Tuesday, December 27, 2005

The Power Of Yes

Last night for Hanukah, we gave the kids books. In past years, we’ve given solely books, figuring that they get so many toys for Christmas, books are an easy thing to buy 8 of, and it freshens up the old bookshelves in just over a week.

Besides, after our first night of the donations (described in my “Best Laid Plans” blog), MLB and I needed a safe evening.

Tonight however, we decided to walk on the wild side again. Thanks to MLB’s creative gift-giving prowess (see “Mary Christmas” blog), she came up with an idea that cost us nothing (except patience) and the kids had a ball.

After lighting the candles and blessing them, we handed each kid an envelope. Of course Monkey Boy’s first reaction was “Are you making us give away money again?”

After assuring him we weren’t (to which he responded he would be OK with adopting more manatees – I think he secretly still aspires to having his name engraved in a plaque on Floyd’s tank), he opened his envelope to reveal Mom and Dad Coupons.

It was a booklet of 5 homemade coupons – 2 redeemable for an extra dessert, 2 redeemable for an extra bedtime story, and 1 redeemable for an extra 15 minutes of television. Monkey Boy read them aloud for Peanut who wasn’t sure she understood the concept.

Since we had just finished dinner and dessert, Monkey immediately ripped out a coupon for extra dessert and helped himself to an extra piece of cake. Clearly, HE understood the concept.

Peanut thought about redeeming one of hers for an extra slice of pumpkin pie (monkey see, monkey do – she’ll usually do what her brother does). But she was really quite full from dinner and the slice she already ate so we talked her out of it.

We hung out for a while after dinner. I played Digimon Rumble on the GameCube with Monkey Boy while MLB played Barbie Fashion Show with Peanut on the computer. Two Christmas presents the kids were dying to play with.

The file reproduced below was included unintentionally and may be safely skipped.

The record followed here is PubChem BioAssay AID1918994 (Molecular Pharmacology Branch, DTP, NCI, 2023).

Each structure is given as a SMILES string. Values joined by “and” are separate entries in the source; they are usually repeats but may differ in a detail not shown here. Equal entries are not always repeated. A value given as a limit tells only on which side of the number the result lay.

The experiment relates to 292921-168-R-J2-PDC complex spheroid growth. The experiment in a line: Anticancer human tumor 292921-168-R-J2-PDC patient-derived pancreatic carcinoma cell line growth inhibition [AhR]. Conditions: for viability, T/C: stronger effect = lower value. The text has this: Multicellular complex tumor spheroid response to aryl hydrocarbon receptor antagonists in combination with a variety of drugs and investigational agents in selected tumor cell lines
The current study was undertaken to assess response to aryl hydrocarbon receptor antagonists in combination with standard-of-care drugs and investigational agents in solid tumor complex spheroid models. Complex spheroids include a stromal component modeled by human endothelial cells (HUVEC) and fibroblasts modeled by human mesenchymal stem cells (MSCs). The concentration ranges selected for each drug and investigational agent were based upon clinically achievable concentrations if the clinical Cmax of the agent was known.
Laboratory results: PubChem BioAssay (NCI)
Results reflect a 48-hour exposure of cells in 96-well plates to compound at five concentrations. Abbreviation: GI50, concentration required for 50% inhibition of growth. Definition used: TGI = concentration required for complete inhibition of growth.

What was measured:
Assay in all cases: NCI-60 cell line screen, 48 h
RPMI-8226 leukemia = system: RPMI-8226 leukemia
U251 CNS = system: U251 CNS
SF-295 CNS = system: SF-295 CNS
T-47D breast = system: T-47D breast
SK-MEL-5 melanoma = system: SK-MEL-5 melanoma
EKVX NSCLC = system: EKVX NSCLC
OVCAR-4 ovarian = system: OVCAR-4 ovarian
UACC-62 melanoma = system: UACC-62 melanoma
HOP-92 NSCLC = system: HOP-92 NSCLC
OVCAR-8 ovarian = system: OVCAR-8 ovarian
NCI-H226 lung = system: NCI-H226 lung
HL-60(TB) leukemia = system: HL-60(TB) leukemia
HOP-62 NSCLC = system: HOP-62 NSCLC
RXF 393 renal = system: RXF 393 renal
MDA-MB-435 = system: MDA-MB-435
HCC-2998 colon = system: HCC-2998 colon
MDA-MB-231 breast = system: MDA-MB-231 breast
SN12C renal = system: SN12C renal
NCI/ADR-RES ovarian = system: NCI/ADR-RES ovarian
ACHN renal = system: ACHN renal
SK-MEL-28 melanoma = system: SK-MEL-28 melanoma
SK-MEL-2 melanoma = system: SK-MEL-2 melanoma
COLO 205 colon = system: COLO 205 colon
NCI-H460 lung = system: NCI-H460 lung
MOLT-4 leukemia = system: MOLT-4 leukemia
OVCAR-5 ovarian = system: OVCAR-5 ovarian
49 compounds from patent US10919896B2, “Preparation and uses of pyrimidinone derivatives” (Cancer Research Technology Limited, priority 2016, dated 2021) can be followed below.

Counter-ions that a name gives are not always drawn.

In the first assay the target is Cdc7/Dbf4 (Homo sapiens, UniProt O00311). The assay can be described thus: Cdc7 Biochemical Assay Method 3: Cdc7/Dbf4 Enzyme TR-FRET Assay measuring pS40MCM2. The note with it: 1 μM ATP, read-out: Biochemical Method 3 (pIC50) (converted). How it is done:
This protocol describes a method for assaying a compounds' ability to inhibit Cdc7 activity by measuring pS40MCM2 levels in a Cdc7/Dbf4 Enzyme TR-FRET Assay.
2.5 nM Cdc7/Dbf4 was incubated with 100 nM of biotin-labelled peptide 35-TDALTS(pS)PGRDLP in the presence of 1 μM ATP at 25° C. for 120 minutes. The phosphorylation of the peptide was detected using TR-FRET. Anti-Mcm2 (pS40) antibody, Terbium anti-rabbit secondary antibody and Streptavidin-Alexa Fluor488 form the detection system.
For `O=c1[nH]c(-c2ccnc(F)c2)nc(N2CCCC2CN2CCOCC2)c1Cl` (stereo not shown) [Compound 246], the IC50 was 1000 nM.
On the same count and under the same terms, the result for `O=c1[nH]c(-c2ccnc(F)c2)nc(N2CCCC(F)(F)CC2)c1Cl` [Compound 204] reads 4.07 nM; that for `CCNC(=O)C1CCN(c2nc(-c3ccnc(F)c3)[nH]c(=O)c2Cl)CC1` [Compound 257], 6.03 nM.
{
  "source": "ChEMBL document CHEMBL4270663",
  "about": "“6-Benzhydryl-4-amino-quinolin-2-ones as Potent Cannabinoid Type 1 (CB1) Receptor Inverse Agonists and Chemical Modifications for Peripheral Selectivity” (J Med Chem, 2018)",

After play time, Peanut was digested enough to start thinking about pumpkin pie again. She forked over one of her dessert coupons and indulged. If Peanut was not getting the concept initially, she was now with the program.

When we herded the kids to bed, instead of protesting and beginning their usual stall tactics, Monkey and Peanut both whipped out their 15 minute TV coupons. They were feeling the power.

After 15 minutes of tube time, we finally got them into bed. Just as I tuck Monkey Boy in, he holds one finger in the air.

“May I get out of bed for a minute?” he asks.

While I was ready for bed myself, I knew what was coming. And he knew I couldn’t say no.

I nodded and he leapt from his bed to his desk where his coupon book lay. He forked over one of his book coupons and away we went into a bedtime story. In the other room, I heard MLB laugh as Peanut pulled the same routine.

After our books, as I tucked Monkey into bed once more, he said “I love these coupons. You guys have to do what the coupon says!”

I’m not sure what lesson was taught tonight. I’m not sure there was one.

One thing’s for sure, now that they’ve had a taste of the power these coupons give them, I’m thinking we go for TWO nights of coupons next year.

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